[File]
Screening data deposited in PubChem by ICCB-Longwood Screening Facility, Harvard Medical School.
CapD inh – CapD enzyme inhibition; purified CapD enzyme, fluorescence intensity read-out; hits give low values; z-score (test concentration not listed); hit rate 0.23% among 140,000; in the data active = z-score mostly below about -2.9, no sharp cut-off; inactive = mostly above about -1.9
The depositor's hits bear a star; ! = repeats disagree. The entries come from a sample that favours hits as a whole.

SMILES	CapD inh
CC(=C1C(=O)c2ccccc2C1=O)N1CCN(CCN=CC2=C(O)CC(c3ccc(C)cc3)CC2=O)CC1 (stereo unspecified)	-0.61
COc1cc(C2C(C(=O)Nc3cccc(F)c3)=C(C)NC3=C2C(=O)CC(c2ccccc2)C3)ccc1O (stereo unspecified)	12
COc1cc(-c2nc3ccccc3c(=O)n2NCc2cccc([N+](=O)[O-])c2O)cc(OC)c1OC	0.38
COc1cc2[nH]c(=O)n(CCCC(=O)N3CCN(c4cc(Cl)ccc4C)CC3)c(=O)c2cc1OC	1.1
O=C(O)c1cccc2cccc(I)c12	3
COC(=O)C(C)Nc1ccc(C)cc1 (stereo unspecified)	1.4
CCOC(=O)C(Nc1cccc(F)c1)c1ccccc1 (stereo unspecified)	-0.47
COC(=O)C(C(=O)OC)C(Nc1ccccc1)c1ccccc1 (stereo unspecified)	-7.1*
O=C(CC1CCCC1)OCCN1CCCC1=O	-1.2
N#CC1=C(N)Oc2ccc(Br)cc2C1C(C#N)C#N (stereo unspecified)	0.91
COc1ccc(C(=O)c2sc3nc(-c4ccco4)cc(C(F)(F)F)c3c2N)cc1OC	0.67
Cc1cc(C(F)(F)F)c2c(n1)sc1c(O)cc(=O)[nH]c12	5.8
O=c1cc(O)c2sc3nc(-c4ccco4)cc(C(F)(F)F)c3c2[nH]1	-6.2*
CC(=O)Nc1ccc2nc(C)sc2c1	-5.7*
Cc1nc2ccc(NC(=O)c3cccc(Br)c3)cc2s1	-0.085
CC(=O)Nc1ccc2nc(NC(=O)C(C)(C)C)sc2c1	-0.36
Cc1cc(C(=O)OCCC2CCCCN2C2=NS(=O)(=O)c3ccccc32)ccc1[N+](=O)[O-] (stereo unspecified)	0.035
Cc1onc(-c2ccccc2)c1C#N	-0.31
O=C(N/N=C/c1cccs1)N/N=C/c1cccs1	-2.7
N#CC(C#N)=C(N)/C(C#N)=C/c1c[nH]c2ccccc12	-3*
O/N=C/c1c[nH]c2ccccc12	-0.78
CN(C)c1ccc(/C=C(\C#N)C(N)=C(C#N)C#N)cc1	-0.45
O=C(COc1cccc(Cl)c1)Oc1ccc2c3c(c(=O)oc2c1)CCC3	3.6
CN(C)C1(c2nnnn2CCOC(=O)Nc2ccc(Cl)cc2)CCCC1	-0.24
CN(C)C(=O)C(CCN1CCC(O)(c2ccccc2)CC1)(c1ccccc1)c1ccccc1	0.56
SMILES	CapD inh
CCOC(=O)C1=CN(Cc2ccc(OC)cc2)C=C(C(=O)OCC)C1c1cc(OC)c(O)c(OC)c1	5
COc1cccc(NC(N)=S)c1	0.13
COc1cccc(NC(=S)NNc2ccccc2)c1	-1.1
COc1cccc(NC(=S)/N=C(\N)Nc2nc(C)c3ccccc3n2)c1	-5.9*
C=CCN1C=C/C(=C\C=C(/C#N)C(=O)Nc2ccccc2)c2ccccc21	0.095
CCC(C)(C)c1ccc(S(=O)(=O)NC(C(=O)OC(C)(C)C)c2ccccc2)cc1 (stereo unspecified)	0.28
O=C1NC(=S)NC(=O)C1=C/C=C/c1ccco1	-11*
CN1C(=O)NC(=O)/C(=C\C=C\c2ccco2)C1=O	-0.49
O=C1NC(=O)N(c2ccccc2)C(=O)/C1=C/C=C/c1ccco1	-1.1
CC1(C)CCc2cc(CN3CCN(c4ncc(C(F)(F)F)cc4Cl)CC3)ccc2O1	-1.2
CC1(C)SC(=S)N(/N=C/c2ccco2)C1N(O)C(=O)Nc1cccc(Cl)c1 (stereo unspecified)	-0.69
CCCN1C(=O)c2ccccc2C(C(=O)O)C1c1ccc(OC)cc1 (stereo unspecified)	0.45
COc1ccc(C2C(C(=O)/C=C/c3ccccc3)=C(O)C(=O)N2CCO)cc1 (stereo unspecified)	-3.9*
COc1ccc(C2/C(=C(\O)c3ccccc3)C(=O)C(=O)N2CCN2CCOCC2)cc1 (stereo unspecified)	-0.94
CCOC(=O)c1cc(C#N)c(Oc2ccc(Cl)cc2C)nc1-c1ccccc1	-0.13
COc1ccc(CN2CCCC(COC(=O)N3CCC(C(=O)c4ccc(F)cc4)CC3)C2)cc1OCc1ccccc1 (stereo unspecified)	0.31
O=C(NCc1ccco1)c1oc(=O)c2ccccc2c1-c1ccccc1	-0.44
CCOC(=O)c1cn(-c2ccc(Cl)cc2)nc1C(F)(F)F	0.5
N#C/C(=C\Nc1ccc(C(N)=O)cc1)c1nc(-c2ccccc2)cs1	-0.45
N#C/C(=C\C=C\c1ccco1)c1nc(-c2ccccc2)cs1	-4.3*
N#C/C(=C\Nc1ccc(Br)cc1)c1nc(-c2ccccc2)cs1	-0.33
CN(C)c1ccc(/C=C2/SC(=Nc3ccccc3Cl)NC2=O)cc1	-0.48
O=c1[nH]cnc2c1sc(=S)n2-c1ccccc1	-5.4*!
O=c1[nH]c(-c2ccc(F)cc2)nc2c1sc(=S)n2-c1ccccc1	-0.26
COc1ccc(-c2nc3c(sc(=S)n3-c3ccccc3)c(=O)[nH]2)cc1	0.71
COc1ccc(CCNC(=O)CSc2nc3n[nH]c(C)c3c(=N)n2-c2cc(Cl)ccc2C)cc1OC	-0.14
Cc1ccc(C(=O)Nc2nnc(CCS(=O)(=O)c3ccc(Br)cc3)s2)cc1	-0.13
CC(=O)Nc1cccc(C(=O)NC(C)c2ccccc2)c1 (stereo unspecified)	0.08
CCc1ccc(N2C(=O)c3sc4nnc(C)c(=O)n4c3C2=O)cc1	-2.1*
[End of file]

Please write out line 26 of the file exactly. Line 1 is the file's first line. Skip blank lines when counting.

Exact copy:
CN(C)c1ccc(/C=C(\C#N)C(N)=C(C#N)C#N)cc1	-0.45